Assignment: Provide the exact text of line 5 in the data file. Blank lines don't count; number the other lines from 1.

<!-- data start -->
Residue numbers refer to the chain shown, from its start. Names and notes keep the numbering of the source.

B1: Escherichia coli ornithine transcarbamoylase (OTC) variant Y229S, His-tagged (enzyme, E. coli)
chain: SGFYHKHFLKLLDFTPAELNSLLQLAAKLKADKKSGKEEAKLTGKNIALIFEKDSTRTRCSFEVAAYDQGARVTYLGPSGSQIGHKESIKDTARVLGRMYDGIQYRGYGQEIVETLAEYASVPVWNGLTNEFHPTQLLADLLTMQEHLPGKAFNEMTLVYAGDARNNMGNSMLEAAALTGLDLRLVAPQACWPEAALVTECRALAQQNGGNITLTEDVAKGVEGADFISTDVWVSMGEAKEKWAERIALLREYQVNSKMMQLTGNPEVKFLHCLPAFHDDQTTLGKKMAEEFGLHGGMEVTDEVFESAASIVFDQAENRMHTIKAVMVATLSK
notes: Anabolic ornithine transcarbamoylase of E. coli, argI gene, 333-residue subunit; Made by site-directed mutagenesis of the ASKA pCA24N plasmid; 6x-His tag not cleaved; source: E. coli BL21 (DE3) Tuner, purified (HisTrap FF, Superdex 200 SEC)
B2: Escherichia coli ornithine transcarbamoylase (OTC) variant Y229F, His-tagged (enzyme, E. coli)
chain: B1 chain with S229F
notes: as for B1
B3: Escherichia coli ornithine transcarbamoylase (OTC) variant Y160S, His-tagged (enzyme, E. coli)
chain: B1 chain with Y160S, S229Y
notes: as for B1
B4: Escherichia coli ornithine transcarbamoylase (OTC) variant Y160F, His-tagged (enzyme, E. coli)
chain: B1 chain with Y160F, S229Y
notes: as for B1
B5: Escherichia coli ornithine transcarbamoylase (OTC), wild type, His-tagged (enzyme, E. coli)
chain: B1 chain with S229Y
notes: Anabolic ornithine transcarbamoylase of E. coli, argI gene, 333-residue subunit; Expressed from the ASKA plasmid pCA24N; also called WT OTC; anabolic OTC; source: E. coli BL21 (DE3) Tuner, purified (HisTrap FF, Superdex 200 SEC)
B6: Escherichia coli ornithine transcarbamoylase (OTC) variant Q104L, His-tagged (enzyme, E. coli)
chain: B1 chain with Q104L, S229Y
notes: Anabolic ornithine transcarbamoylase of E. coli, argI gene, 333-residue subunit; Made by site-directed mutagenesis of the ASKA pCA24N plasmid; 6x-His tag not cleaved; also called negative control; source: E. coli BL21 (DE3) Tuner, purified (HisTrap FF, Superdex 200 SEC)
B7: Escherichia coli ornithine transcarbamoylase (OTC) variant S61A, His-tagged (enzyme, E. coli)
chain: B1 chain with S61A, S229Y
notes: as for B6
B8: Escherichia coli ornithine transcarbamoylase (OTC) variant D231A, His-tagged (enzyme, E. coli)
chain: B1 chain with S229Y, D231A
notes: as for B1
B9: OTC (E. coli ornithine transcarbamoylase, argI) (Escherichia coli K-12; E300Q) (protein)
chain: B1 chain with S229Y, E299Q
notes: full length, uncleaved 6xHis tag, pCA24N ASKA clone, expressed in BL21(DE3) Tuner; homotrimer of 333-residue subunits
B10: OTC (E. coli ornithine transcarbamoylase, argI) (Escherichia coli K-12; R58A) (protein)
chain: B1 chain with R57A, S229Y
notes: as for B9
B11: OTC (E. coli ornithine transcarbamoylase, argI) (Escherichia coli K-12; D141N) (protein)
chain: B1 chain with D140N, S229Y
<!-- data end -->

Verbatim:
B2: Escherichia coli ornithine transcarbamoylase (OTC) variant Y229F, His-tagged (enzyme, E. coli)